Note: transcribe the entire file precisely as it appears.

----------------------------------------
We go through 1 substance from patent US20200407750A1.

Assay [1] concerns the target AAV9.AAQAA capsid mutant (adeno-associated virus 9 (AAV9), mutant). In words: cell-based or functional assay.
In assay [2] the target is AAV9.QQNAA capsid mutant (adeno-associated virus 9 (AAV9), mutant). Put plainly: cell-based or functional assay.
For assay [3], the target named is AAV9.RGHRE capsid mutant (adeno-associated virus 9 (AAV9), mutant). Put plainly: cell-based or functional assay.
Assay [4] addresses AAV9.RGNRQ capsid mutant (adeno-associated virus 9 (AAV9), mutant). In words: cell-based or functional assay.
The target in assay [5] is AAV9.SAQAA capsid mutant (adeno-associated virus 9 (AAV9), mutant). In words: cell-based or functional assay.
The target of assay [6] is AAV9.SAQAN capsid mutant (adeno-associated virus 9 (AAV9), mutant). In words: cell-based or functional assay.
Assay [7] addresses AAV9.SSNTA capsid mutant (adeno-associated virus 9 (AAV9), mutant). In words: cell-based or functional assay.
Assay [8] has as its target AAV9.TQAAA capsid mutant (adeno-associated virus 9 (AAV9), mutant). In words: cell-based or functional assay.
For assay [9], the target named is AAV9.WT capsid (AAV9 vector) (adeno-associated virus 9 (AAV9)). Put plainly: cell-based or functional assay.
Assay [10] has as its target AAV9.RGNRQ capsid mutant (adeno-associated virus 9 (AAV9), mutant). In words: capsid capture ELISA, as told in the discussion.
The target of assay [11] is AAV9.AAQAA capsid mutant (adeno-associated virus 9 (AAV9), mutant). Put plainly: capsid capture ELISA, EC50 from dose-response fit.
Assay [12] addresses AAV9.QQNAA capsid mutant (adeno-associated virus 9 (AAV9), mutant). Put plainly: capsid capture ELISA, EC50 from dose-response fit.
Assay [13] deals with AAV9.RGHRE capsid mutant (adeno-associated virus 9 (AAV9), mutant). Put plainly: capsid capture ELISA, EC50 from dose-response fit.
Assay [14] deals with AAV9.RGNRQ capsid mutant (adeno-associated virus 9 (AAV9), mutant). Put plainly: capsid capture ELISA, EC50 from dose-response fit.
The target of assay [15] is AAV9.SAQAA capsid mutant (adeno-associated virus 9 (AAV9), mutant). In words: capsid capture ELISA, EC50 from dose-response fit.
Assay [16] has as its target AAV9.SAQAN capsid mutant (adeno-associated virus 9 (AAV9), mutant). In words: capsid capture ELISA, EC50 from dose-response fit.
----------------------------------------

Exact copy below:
We go through 1 substance from patent US20200407750A1.

Assay [1] concerns the target AAV9.AAQAA capsid mutant (adeno-associated virus 9 (AAV9), mutant). In words: cell-based or functional assay.
In assay [2] the target is AAV9.QQNAA capsid mutant (adeno-associated virus 9 (AAV9), mutant). Put plainly: cell-based or functional assay.
For assay [3], the target named is AAV9.RGHRE capsid mutant (adeno-associated virus 9 (AAV9), mutant). Put plainly: cell-based or functional assay.
Assay [4] addresses AAV9.RGNRQ capsid mutant (adeno-associated virus 9 (AAV9), mutant). In words: cell-based or functional assay.
The target in assay [5] is AAV9.SAQAA capsid mutant (adeno-associated virus 9 (AAV9), mutant). In words: cell-based or functional assay.
The target of assay [6] is AAV9.SAQAN capsid mutant (adeno-associated virus 9 (AAV9), mutant). In words: cell-based or functional assay.
Assay [7] addresses AAV9.SSNTA capsid mutant (adeno-associated virus 9 (AAV9), mutant). In words: cell-based or functional assay.
Assay [8] has as its target AAV9.TQAAA capsid mutant (adeno-associated virus 9 (AAV9), mutant). In words: cell-based or functional assay.
For assay [9], the target named is AAV9.WT capsid (AAV9 vector) (adeno-associated virus 9 (AAV9)). Put plainly: cell-based or functional assay.
Assay [10] has as its target AAV9.RGNRQ capsid mutant (adeno-associated virus 9 (AAV9), mutant). In words: capsid capture ELISA, as told in the discussion.
The target of assay [11] is AAV9.AAQAA capsid mutant (adeno-associated virus 9 (AAV9), mutant). Put plainly: capsid capture ELISA, EC50 from dose-response fit.
Assay [12] addresses AAV9.QQNAA capsid mutant (adeno-associated virus 9 (AAV9), mutant). Put plainly: capsid capture ELISA, EC50 from dose-response fit.
Assay [13] deals with AAV9.RGHRE capsid mutant (adeno-associated virus 9 (AAV9), mutant). Put plainly: capsid capture ELISA, EC50 from dose-response fit.
Assay [14] deals with AAV9.RGNRQ capsid mutant (adeno-associated virus 9 (AAV9), mutant). Put plainly: capsid capture ELISA, EC50 from dose-response fit.
The target of assay [15] is AAV9.SAQAA capsid mutant (adeno-associated virus 9 (AAV9), mutant). In words: capsid capture ELISA, EC50 from dose-response fit.
Assay [16] has as its target AAV9.SAQAN capsid mutant (adeno-associated virus 9 (AAV9), mutant). In words: capsid capture ELISA, EC50 from dose-response fit.